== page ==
An itchy scalp, or scalp pruritus, is a common problem that can cause frustrating symptoms, such as frequent scratching and discomfort. Sometimes, an itchy scalp is accompanied by visible signs, such as scabbed or flaking skin. Other times, your... Read More
An itchy scalp, or scalp pruritus, is a common problem that can cause frustrating symptoms, such as frequent scratching and discomfort. Sometimes, an itchy scalp is accompanied by visible signs, such as scabbed or flaking skin. Other times, your scalp can itch without any skin changes.
Although an itchy scalp doesn’t typically indicate a severe medical concern, it can be a symptom of an underlying condition. Keep reading to discover what might be causing your scalp to itch, as well as treatment and prevention options.
What causes an itchy scalp?
The most common cause of an itchy scalp is seborrheic dermatitis, better known as dandruff. In infants, the condition is called cradle cap or crib cap. This type of dermatitis is most likely to occur in areas of sebaceous or oil-secreting glands, including the scalp and face. If the glands become inflamed, you can experience:
- reddened skin
- yellow or white scales
While doctors don’t know the exact cause of seborrheic dermatitis, some potential causes include:
- a yeast overgrowth on the skin
- seasonal changes
- hormonal fluctuations or stress
An itchy scalp might simply be the result of having a sensitive scalp. However, it can also be a symptom of an underlying medical condition. Examples include diabetes mellitus and shingles (herpes zoster).
Additional causes include:
What are the symptoms of an itchy scalp?
An itchy scalp can feel tingly or painful. Scratching or itching your scalp may help you feel better, or it could cause pain. Symptoms that can accompany scalp itching include:
- bald patches
- dry skin
- irritated skin
- low-grade fever
- pus-filled sores
- scales or patches on the scalp
- scalp swelling
- sores on the scalp
When should you seek medical help?
If your scalp itch doesn’t go away in a few days and is accompanied by hair loss, pain, sores, or intense itching, see your doctor. An itchy scalp due to a fungal infection, lice, and some other conditions won’t go away without medical treatment.
In addition to a physical exam, your doctor may take a scraping of your scalp. In a lab, skin cells can be tested for the presence of fungi, bacteria, or lice. However, most doctors can diagnose the cause of your itchy scalp through a careful examination and review of your medical history.
How is an itchy scalp treated?
Treatment for your itchy scalp depends on its cause. For example, dandruff is treated through frequent hair washing with special topical agents. Each scalp medication works in a unique way, such as reducing oil on the scalp or killing fungus.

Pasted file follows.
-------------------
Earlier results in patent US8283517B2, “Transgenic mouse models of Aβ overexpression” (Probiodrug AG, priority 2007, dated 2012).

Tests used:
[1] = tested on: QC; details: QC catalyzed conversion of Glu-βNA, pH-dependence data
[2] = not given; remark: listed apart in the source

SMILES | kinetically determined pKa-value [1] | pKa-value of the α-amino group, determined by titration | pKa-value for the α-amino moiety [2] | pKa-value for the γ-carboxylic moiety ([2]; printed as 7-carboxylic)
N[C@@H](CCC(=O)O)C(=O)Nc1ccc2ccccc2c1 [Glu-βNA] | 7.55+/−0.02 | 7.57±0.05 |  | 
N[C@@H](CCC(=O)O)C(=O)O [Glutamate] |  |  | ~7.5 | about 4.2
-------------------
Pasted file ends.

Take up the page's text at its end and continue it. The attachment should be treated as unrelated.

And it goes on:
Some medications that might be used to treat seborrheic dermatitis (dandruff) are:
- antifungal creams
- coal tar
- keratolytics, such as salicylic acid or coal tar
- pyrithione zinc
- topical steroids
Head lice requires medical treatments, such as washing the hair with a pediculicide or using a medicine that kills lice. A fine-tooth comb can remove lice eggs (nits) while the medication kills active lice. In addition to these treatments, people living in close contact may need preventive treatment. All clothes, bedding, and towels that came in contact with the infected person must be washed or dry-cleaned in temperatures greater than 130°F.
If your itchy scalp is due to an allergic reaction, you should refrain from using the product that caused the reaction and speak to a doctor if the reaction is severe.
There are multiple other causes of itchy scalp not covered here. The best way to find out what’s causing your itchy scalp is to have a medical professional take a look at your scalp.
How can I prevent an itchy scalp?
Reduce your risk for an itchy scalp by washing your hair regularly to remove built-up oils. Wash your hair in warm — but not excessively hot — water to avoid irritating and drying out the scalp. To reduce allergic reactions, try to avoid using products that contain:
Avoid physical contact with people with head lice to prevent spreading lice. This includes refraining from sharing:
This feature is for informational purposes only and should not be used to diagnose. Please consult a healthcare professional if you have health concerns.